Thirty years fighting the human trafficking scourge enabled Dottie Groover-Skipper, statewide coordinator of Anti-Human Trafficking for the Salvation Army of Florida, to speak passionately and knowledgeably to our Zonta Club in July.
From Beaver Cleaver innocence to Passionate Change Agent
Dottie told us how her Beaver Cleaver family world view was blown apart many years ago. She was teaching a self-esteem class to young teenagers. One 13 year old was so disruptive that Dottie almost removed her from the class. But she didn’t, and the adolescent came to the next class with her 4 year old sister. Dottie felt that something wasn’t right. She investigated and learned that the girls lived with their grandmother who was doing the unthinkable–prostituting the children to make money. This introduction to trafficking children for sexual purposes so horrified Dottie that she made the eradication of human trafficking of children and adults her life’s work.
This sickening example happens more often than any of us would like to believe.
Dottie, backed up by the first annual report of the Florida Council on Human Trafficking 2014-2015, explained that Florida ranks third behind New York and Texas for the number of human trafficking complaints called into the National Human Trafficking Hotline. Florida also has the third largest state population in the country. And we employ thousands of people in agriculture, hospitality services, adult entertainment, and construction industries. These work settings make it easier for unscrupulous employers to exploit economically vulnerable, sometimes immigrant, workers.
The Florida Statutes define human trafficking as:
“…transporting, soliciting, recruiting, harboring, providing, enticing, maintaining, or obtaining another person for the purpose of exploitation of that person.”
The Legislature also recognized in law that:
“while many victims of human trafficking are forced to work in prostitution or the sexual entertainment industry, trafficking also occurs in forms of labor exploitation, such as domestic servitude, restaurant work, janitorial work, sweatshop factory work, and migrant agricultural work.”
Dottie is Florida Attorney General Pam Bondi’s appointee to the 15 member Florida Council on Human Trafficking that is staffed by the AG’s office. The Council includes secretaries of five Florida departments, Education Commissioner, two members of the legislature, an elected state attorney, an elected sheriff, two members appointed by the Governor, two members appointed by the Attorney General as well as the AG who chairs the group. The Council is required to meet once a quarter and alternates meetings in Tallahassee, Jacksonville, and Tampa, with other locations.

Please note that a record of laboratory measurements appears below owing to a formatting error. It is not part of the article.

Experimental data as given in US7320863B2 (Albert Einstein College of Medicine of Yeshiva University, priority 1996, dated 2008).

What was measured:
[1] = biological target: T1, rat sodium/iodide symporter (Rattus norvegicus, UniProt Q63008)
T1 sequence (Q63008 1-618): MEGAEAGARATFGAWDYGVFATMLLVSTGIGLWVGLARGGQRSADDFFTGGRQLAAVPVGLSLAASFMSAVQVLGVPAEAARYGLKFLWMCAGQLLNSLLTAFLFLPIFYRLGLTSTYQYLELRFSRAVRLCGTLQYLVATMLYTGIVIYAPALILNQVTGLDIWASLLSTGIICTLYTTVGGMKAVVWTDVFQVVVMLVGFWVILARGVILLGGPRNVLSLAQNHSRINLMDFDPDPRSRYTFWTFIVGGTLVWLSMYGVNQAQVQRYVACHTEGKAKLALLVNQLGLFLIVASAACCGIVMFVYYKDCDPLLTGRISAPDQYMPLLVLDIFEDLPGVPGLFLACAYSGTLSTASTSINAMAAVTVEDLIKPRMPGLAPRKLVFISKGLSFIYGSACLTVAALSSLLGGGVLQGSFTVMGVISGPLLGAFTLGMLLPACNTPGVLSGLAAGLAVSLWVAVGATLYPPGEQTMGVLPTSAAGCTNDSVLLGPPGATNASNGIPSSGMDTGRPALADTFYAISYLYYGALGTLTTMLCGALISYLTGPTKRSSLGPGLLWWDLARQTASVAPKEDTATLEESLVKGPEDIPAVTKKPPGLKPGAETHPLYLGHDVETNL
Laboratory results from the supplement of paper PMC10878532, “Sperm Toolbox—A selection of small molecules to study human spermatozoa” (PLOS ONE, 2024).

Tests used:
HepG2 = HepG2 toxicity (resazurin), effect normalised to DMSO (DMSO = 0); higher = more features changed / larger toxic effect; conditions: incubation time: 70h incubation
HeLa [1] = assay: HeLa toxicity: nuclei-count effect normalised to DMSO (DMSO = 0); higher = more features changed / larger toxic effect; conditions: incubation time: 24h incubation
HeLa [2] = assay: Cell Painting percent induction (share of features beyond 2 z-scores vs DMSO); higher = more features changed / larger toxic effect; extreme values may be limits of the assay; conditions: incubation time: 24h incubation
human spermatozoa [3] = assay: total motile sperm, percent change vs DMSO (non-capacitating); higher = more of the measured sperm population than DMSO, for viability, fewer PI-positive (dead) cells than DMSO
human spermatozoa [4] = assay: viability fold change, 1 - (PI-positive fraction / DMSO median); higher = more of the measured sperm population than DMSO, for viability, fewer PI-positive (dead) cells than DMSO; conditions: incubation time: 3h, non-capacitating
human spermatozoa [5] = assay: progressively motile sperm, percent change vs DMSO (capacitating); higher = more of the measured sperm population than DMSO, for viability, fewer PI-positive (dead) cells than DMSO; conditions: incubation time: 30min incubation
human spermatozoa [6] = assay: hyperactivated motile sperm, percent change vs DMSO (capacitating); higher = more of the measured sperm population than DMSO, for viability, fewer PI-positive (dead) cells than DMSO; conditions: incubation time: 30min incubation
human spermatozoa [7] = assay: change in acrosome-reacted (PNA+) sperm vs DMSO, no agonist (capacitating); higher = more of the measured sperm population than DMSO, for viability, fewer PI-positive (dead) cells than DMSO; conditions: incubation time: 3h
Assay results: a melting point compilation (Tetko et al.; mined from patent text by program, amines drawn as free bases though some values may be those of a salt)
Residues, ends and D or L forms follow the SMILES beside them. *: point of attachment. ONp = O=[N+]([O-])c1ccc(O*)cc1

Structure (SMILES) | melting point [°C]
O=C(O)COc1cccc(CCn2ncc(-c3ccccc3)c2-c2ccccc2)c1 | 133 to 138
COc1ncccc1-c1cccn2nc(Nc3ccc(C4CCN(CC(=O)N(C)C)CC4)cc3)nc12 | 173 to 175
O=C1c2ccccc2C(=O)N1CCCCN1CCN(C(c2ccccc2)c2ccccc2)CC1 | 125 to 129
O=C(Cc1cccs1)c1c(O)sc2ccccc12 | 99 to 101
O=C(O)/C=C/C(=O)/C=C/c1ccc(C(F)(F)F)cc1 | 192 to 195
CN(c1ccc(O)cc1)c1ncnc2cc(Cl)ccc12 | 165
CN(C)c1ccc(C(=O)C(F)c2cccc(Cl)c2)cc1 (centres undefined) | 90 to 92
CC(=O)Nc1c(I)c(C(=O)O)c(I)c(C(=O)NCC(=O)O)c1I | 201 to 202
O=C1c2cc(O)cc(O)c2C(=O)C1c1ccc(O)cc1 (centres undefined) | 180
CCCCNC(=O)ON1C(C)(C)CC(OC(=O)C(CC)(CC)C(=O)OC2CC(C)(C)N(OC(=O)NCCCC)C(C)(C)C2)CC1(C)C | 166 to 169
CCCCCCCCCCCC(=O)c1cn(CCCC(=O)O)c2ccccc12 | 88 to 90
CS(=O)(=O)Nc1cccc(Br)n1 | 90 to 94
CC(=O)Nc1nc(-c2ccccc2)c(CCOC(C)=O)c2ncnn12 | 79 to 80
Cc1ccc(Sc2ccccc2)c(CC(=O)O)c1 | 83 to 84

The Council’s report explains its focus:
The Council’s first priority is to end human trafficking of minors for commercial sexual exploitation. The Council also seeks to expand the current Florida definition of human trafficking to include a range of economic exploitation of people widespread in our state.
Its four thematic areas are to
- build awareness of the scope and depth of the problem
- improve law enforcement tools and trainingi
- ncrease and target prosecution to include “labor trafficking,” and
- strengthen victim safety and recovery assistance.
Dottie pointed out that more resources, such as safe housing, are needed for human trafficking victims. She explained that victims suffer from psychological and physical problems. Women and girls often have dental, kidney infections, and STDs. They also need legal help to get prostitution charges removed from their records. Why? Because felony records often foreclose their finding new employment in legitimate work.
Not content to work for the Salvation Army only, Dottie also started a ministry with her HeartDance Foundation. The HeartDance brochure says they assist “men, women, and children enslaved in addiction, sex trade, and labor exploitation.” They reach out to dancers working in Tampa’s many strip clubs to build fellowship, trust, and a path for the workers who may also be selling themselves for sex to escape the adult entertainment work-setting.
We were grateful to have Dottie join us for dinner and share valuable and timely information with us. Thanks Dottie!
We will identify opportunities pending in the Florida Legislature to reduce human trafficking and domestic violence and help survivors of each recover. We will use this information to educate voters as to how their elected representatives and challengers running for election could address these issues.